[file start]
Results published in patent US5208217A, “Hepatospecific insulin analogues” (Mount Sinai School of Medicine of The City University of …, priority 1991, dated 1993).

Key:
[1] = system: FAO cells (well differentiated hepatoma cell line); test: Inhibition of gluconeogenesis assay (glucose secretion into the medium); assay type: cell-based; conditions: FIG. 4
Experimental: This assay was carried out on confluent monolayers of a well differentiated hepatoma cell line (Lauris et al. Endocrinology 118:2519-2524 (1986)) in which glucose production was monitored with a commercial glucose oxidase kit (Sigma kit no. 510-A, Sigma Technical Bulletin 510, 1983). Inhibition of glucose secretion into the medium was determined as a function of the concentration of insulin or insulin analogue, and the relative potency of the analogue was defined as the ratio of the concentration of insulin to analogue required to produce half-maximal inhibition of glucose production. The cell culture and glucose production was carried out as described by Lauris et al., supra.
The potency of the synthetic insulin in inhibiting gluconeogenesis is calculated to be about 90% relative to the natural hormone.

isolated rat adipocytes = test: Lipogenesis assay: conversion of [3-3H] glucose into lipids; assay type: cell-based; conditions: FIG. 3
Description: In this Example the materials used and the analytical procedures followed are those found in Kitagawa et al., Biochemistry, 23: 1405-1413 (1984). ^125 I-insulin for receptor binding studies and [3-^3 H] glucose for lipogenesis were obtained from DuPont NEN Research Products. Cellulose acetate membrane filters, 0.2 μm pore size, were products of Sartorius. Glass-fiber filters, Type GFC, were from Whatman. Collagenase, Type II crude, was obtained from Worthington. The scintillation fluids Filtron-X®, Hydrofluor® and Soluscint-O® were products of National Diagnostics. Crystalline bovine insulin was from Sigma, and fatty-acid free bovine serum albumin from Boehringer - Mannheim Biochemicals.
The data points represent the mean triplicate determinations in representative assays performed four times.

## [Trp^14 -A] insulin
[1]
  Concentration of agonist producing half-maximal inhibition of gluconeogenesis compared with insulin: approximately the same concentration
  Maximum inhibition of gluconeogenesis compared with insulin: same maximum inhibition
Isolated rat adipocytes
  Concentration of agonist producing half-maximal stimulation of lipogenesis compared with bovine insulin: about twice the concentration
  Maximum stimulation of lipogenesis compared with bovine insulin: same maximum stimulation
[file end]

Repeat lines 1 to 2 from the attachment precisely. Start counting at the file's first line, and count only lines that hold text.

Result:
Results published in patent US5208217A, “Hepatospecific insulin analogues” (Mount Sinai School of Medicine of The City University of …, priority 1991, dated 1993).

Key: